Cognizant: When is an Indian IT supplier not Indian?

I recently wrote a blog post about how well Indian service provider Cognizant was doing. The company has been growing faster than its Indian counterparts during the last few quarters.


Add to that the top ranking in Equaterra’s customer satisfaction survey and you have a supplier doing something right.


I met up with Cognizant’s managing director UK and Ireland today, Sanjiv Gossain, who has been with the company six years. He was previously CTO at Cambridge Technologies in the US.



Sanjiv Gossain.JPG 

So this is Cognizant:


It has about 85,000 employees. About 50,000 of these are based in India.


Cognizant is always referred to as one of the big Indian suppliers, number four to be exact, but it is actually a US firm with lots of staff in India.


“We are a combination of the ‘can do’ approach in the US and we have the engineering and process expertise of India,” says Gossain.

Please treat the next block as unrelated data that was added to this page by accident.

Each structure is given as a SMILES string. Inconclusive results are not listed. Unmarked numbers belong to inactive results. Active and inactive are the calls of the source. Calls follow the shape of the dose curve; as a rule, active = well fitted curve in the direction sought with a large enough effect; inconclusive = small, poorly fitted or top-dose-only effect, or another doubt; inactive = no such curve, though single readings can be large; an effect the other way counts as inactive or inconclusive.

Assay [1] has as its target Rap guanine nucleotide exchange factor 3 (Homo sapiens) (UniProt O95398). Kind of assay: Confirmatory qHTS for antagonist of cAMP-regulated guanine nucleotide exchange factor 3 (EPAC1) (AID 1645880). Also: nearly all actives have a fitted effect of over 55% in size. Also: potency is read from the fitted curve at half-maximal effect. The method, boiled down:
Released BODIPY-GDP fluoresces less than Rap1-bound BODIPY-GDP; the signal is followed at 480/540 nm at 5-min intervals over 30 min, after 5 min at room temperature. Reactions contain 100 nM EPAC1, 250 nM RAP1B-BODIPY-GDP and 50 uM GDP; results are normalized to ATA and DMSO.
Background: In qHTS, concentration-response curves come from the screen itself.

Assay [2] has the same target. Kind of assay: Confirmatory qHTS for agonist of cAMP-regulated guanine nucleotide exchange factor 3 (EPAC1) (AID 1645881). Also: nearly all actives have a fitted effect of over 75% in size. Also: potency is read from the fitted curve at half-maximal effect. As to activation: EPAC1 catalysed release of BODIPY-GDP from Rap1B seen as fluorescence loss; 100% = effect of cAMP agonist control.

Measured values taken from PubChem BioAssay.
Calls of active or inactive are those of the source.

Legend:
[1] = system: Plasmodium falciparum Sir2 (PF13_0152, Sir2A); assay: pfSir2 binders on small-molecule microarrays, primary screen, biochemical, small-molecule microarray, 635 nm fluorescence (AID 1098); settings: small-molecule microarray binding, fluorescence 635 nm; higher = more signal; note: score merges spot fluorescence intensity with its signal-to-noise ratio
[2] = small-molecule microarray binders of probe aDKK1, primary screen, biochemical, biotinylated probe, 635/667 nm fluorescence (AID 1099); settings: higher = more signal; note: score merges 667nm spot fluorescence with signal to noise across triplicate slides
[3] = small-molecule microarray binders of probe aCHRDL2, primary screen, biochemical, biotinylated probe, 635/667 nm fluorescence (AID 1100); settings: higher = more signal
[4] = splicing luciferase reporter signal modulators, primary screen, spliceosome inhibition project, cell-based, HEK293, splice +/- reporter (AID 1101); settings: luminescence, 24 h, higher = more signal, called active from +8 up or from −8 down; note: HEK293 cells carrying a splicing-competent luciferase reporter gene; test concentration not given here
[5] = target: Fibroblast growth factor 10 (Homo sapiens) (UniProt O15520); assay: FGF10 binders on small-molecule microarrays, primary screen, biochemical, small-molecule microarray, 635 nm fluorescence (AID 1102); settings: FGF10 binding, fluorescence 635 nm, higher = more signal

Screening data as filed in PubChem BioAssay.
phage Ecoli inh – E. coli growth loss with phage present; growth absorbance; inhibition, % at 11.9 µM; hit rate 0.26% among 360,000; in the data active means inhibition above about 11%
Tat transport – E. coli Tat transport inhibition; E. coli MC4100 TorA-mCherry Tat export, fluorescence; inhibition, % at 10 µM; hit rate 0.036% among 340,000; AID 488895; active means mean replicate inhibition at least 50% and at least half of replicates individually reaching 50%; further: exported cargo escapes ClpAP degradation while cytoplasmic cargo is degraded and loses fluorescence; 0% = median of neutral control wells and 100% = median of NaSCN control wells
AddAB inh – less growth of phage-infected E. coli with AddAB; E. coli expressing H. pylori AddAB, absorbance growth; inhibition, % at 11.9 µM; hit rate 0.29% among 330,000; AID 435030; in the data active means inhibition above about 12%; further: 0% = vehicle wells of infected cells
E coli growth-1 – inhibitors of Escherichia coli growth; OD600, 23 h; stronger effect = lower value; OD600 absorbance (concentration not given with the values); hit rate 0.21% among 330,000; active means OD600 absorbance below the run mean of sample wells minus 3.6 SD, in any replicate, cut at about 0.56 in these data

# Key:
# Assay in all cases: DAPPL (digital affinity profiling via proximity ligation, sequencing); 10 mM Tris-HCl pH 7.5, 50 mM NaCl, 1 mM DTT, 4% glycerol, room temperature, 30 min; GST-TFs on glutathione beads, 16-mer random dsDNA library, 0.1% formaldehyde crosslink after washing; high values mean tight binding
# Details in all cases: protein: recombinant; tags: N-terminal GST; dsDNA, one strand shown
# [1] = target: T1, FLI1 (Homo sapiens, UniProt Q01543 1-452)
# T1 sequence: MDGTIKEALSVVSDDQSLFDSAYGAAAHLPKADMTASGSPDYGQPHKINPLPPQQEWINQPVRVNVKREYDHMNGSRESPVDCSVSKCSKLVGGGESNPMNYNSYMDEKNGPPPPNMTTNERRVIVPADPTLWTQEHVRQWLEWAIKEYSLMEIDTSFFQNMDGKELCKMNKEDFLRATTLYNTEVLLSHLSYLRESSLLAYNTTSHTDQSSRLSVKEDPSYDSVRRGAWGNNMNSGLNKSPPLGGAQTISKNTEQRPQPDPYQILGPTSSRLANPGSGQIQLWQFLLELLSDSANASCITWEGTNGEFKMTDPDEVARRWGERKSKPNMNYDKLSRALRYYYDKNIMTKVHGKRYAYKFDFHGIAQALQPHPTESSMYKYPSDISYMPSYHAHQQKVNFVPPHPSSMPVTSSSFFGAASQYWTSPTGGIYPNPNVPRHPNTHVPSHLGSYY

Its customers are mainly blue chip companies with 79% of business done in the US with 11.8% in the UK. AstraZeneca is one of its bigegst customers.


In the UK, where its business is growing, it make 45% of its revenues in financial services, 18% in pharmaceuticals with the remaining 37% split between retail, manufacturing, telecoms and media.


It splits its business up by sector rather than technology or service.


Its biggest proportion of business is in application support, application testing as well as application development. It does BPO but what it describes as vertical BPO and not things like call centres.


Cognizant’s approach to the cloud is around business process as a service. This is where a customer will outsource an entire business process to Cognizant, who will complete all aspects of the service, charge per transaction and deliver via the cloud.


This sounds like something that would work in the UK public sector. Departments would only be charged on what is used and suppliers could increase profits by becoming more efficient. That’ll never happen.


Also see a former Cognizant director talking about effective cost cutting.